Australia’s media is swarming around the latest National Broadband Network (NBN) scandal, with the government confirming that Chinese vendor Huawei has been told not to submit tenders for the project.
The ban emerged in the Australian Financial Review, which reported that the company was given the bad news in December. The government has cited security concerns as the reason for the decision.
Huawei had devoted considerable effort over the last year to allay these concerns, including establishing an Australian board headed by former Howard government foreign minister Alexander Downer.
Downer told the Australian Broadcasting Corporation that “the whole concept of Huawei being involved in cyber-warfare is based on the company being Chinese”, a notion he dismissed as “ridiculous”.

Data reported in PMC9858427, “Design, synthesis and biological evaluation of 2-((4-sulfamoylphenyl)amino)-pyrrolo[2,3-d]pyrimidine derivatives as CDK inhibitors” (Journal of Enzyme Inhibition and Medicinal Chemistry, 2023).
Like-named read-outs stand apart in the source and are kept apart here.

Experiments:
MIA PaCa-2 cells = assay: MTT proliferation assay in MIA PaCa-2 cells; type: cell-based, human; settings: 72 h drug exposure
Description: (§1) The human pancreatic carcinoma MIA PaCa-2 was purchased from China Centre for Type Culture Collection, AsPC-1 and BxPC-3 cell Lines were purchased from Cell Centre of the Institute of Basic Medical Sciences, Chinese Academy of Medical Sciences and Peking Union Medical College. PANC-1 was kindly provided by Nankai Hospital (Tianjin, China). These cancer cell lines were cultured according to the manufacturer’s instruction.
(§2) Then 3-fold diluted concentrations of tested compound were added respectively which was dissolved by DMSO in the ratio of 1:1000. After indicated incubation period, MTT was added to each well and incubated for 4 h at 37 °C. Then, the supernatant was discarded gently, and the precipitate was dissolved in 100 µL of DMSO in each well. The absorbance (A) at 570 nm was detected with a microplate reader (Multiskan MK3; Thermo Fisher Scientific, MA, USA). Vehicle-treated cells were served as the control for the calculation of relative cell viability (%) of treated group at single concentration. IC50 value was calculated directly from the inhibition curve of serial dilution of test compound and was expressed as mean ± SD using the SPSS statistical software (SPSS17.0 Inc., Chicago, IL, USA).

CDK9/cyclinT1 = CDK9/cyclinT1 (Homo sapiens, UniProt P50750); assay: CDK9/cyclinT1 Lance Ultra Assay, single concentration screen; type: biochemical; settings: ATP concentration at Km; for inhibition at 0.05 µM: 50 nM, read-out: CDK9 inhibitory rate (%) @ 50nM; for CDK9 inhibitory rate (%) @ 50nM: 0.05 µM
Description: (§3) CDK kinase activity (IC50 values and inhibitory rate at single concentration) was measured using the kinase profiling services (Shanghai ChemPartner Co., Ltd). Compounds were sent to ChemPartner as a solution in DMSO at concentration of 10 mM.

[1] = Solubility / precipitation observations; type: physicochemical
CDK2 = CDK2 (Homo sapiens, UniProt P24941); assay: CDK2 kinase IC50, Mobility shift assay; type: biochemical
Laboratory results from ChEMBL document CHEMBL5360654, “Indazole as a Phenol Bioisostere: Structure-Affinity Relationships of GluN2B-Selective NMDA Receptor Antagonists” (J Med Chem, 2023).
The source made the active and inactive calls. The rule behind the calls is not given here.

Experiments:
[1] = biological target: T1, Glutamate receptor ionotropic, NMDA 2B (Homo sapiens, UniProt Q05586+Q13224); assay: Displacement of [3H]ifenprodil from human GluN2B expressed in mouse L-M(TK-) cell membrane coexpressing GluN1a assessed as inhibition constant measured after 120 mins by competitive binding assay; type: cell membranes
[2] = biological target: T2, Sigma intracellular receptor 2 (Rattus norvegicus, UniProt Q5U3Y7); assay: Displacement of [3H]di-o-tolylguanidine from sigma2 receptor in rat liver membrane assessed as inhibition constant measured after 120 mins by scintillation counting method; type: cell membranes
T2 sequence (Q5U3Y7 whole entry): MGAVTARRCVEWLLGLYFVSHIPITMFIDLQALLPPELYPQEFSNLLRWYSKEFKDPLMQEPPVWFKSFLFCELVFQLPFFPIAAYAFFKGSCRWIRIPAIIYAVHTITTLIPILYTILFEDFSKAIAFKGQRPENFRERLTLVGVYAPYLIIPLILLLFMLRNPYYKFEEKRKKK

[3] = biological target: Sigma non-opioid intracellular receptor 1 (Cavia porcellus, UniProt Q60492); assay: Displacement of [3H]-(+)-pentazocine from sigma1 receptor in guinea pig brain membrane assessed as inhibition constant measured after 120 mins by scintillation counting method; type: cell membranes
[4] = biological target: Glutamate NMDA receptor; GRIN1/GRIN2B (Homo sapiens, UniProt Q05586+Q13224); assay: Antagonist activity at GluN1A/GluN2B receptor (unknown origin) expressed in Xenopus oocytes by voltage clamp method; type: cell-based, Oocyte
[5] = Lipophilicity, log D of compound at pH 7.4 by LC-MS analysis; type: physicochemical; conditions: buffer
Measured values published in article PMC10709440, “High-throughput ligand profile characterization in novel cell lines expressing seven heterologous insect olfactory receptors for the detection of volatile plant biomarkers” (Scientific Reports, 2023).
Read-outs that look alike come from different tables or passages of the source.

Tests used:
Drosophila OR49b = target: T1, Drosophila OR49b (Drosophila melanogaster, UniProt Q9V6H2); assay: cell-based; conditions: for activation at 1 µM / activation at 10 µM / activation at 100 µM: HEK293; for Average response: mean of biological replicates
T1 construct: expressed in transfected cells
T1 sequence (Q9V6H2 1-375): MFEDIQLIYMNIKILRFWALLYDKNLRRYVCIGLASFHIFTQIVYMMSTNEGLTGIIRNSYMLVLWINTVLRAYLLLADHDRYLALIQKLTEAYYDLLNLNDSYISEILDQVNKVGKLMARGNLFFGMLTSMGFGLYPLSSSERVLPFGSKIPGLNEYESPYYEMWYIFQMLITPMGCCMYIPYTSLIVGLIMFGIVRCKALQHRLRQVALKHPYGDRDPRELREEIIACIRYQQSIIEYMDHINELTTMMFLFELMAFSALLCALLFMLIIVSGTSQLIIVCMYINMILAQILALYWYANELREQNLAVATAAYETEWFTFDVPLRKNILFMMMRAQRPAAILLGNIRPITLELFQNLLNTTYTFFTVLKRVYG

Although Huawei has been able to win national project business across the Tasman, it has so far been unable to convince the Australian government – presumably advised by the Australian Security Intelligence Organisation (ASIO) – that its kit would not compromise Australia’s security.
According to the government, its decision is based on “a responsibility to protect the integrity of the NBN and the information created on it”.
Huawei Australia’s head of public affairs, Jeremy Mitchell, has dismissed the idea that the company’s kit could contain some kind of backdoor which it could conceal from its users. He told the ABC that the risk to the company would be far too great, saying that if a backdoor were found it would destroy the company “overnight”.
The story has itself become a story, with industry newsletter Communications Day stating that the Australian Financial Review came as the result of a leak from the government, as an attempt to pre-empt research from the ABC and The Australian. ®